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Henry Chauncey

An American Life


Norbert Elliot

A leader in twentieth-century education, Henry Chauncey (1905–2002) introduced large-scale assessment into the lives of individual Americans. This first full-length educational biography examines Chauncey’s education at Groton School, Ohio State University, and Harvard College, his position as a teacher at William Penn Charter School, and his role as founding president of the Educational Testing Service. Documenting a career extending from the Great Depression through the end of the Cold War, this book provides an interpretative history of educational measurement through the careers of Chauncey and his contemporaries. As researcher, administrator, and writer, Chauncey dealt with topics central to the history of schools and schooling: the role of accountability in education; the value of individual difference; the identification of talent; the necessity of international perspectives; the resonance between technology and learning; and the impulse for social justice. This biography provides insight into the multidisciplinary factors that shaped the social enterprise of American education.
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Chapter 7. Pentimento, 1970 to 2002



PENTIMENTO, 1970 TO 2002

By the early 1970s, state-of-the-art equipment such as the Digital Corporation’s Programmed Data Processor-11, a minicomputer with 8K of memory, transformed the world of computing. In the 1960s, SCRIBE needed the entire first floor of a building to score tests. New technologies such as the PDP-11, delivered at desktop, allowed interaction between machine and human. Ever an early adopter of technology, Henry Chauncey saw the potential at once: through the computer, the individual student could increase self-knowledge and thus make more informed education and career decisions.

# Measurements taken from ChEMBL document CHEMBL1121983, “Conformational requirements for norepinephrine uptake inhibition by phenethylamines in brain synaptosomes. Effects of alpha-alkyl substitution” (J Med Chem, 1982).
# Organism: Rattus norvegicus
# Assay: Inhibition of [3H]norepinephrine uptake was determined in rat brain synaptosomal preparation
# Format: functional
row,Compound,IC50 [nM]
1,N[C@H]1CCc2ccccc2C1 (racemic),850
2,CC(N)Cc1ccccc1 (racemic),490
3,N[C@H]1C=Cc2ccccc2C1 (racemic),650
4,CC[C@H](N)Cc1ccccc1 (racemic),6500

In the 1950s, among the many projects under consideration to buttress the finances of the new Educational Testing Service, Chauncey had imagined a Census of Abilities. Similar to the traditional demographic profile of the nation, his census would be an information base of the developed abilities of all citizens. Because of its sheer enormity, that project never found a federal home. But structured, individual guidance—delivered at a maximum cost of $5.00 per hour to the sponsoring educational institution in 1971—could garner information that could be used at the 2,525 postsecondary institutions across the nation. Under the direction of research psychologist Martin R. Katz, ETS had developed a computer-based System of Interactive Guidance and Information (SIGI). SIGI was especially designed for use at the community-college ← 283 | 284 → level, where enrollment was expected to more than double between 1970 and 1980, from 1 million students in 1965 to 2.2 million in 1970....

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